When the first Permanent Record articles appeared on Slate last September, I heard from several writers and researchers who had pursued similar projects. One of them was a historian named James Breig, who had just finished a remarkable book called Searching for Sgt. Bailey.
The book's genesis will sound familiar to anyone who's been following Permanent Record: In 2008, Breig stopped in a Virginia antiques shop, where he purchased a bunch of letters that an American soldier named James Bailey had written and sent home from World War II. Breig quickly found himself sucked into Bailey's story. "Within weeks," he writes, "I would be standing in front of the house he grew up in."
Bailey's letters eventually led Breig on an odyssey that included interviews with dozens of former American servicemen. He pieced together not only Bailey's life but also the larger story of servicemen who, as he puts it, "dutifully did what they were asked to do and then returned to anonymity." So the book isn't just a trip down the Sgt. Bailey rabbit hole -- it's a celebration of the people who helped save the world from fascism. Some did it on the front lines, others from far away (Bailey himself was a quartermaster in New Guinea), but all contributed. Even if you've long since had your fill of "Greatest Generation" chatter, the book is a fascinating look at the WWII experience, and Bailey's letters provide that same intimate connection to the narrative that my report card collection has provided for Permanent Record.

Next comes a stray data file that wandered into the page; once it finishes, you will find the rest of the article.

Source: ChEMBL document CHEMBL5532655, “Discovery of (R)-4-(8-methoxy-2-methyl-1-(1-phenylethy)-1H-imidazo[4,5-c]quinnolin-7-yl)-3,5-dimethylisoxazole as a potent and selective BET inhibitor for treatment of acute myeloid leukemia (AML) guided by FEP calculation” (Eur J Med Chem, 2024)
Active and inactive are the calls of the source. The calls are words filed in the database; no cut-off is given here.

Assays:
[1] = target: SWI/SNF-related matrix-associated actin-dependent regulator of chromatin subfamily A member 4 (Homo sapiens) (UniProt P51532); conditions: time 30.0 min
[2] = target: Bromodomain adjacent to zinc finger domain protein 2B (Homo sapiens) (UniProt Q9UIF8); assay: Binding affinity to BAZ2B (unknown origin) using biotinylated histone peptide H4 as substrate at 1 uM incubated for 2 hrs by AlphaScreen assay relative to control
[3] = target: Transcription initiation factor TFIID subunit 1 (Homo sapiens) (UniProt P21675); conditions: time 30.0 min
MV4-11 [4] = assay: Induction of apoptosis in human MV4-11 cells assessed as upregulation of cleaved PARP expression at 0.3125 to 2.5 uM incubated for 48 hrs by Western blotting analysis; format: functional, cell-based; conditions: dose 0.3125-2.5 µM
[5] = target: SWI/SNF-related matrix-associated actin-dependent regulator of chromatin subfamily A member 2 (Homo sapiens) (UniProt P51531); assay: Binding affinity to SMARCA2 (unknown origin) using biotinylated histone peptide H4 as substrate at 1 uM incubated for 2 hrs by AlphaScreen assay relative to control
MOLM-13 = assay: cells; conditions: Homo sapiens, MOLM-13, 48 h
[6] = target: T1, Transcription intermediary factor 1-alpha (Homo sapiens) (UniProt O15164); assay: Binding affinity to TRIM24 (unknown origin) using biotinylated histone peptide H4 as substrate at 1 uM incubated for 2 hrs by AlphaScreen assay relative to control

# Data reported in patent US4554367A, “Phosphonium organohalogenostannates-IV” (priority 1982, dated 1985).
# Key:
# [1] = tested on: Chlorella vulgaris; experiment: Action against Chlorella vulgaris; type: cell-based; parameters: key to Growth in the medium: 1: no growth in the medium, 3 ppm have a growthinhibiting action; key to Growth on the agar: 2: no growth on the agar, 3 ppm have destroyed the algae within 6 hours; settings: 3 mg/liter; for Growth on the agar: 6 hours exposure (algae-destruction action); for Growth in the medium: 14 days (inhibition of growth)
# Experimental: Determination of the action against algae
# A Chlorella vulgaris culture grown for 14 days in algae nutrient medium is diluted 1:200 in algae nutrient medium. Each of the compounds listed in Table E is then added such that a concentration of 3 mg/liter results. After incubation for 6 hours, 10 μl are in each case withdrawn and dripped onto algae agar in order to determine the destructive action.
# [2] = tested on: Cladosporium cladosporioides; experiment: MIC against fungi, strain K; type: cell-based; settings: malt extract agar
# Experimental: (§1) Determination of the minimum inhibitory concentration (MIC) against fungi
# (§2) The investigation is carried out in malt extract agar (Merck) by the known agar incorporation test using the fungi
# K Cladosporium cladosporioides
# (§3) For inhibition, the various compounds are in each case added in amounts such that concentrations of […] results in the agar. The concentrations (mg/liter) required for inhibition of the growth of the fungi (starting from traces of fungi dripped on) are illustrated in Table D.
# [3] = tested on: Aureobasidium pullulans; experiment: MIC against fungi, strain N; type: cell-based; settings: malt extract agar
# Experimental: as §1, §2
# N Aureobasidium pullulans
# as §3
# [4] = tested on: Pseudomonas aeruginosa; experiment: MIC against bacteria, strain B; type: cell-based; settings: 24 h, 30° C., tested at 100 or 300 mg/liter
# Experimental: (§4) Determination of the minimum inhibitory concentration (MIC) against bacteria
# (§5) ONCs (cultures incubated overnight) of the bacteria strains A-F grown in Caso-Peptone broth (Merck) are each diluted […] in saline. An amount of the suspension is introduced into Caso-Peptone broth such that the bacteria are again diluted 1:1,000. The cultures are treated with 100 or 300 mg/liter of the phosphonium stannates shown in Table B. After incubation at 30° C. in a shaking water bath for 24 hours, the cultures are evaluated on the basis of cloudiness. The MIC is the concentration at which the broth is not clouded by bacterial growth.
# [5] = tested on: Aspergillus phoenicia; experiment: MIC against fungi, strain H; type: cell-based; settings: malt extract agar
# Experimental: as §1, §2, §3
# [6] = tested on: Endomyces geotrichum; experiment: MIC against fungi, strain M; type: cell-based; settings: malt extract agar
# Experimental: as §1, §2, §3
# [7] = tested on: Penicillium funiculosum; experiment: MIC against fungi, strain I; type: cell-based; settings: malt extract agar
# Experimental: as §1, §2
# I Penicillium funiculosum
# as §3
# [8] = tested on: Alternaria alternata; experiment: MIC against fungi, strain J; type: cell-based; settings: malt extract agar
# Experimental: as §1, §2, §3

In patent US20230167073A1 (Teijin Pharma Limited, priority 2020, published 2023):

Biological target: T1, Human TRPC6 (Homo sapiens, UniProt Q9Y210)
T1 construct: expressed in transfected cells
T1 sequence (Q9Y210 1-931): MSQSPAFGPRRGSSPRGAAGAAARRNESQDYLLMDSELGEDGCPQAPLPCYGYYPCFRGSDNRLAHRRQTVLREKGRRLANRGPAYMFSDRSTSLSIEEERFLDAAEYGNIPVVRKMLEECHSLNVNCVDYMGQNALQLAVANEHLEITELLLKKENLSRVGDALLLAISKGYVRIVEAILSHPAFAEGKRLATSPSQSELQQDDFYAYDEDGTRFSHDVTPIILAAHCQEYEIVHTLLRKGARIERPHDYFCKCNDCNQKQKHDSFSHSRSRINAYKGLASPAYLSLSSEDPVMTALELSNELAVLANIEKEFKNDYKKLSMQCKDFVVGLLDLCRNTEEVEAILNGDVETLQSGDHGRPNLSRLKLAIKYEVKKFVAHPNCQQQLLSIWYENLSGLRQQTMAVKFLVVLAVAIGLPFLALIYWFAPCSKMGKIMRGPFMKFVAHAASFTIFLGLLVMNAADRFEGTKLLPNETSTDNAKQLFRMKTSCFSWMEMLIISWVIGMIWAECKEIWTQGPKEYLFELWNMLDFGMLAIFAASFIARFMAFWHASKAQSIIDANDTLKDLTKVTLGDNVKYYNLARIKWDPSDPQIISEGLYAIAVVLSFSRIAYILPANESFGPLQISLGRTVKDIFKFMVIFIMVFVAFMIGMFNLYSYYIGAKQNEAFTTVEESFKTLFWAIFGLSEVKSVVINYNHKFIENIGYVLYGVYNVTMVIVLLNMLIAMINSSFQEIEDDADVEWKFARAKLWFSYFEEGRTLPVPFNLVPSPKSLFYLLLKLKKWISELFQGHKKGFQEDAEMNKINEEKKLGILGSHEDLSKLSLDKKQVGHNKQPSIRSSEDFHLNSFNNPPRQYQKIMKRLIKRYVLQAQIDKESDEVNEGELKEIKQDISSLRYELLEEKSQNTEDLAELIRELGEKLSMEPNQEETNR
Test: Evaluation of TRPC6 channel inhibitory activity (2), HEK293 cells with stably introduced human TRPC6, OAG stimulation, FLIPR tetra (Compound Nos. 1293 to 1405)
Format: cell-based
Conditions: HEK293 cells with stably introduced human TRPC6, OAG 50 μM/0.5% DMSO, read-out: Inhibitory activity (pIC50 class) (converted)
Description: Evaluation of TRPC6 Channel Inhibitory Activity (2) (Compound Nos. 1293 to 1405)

The book is available from Amazon here. And if you want to know more, here's an hour-long video of Breig talking about the Sgt. Bailey project: